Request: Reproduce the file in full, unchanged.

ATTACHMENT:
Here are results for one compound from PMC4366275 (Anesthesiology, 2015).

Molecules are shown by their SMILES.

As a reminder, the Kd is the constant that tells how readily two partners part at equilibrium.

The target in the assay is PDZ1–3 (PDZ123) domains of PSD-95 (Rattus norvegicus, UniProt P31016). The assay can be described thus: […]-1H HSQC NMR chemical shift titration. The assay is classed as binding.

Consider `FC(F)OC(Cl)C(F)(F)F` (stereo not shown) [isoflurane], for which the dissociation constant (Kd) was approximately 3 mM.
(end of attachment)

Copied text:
Here are results for one compound from PMC4366275 (Anesthesiology, 2015).

Molecules are shown by their SMILES.

As a reminder, the Kd is the constant that tells how readily two partners part at equilibrium.

The target in the assay is PDZ1–3 (PDZ123) domains of PSD-95 (Rattus norvegicus, UniProt P31016). The assay can be described thus: […]-1H HSQC NMR chemical shift titration. The assay is classed as binding.

Consider `FC(F)OC(Cl)C(F)(F)F` (stereo not shown) [isoflurane], for which the dissociation constant (Kd) was approximately 3 mM.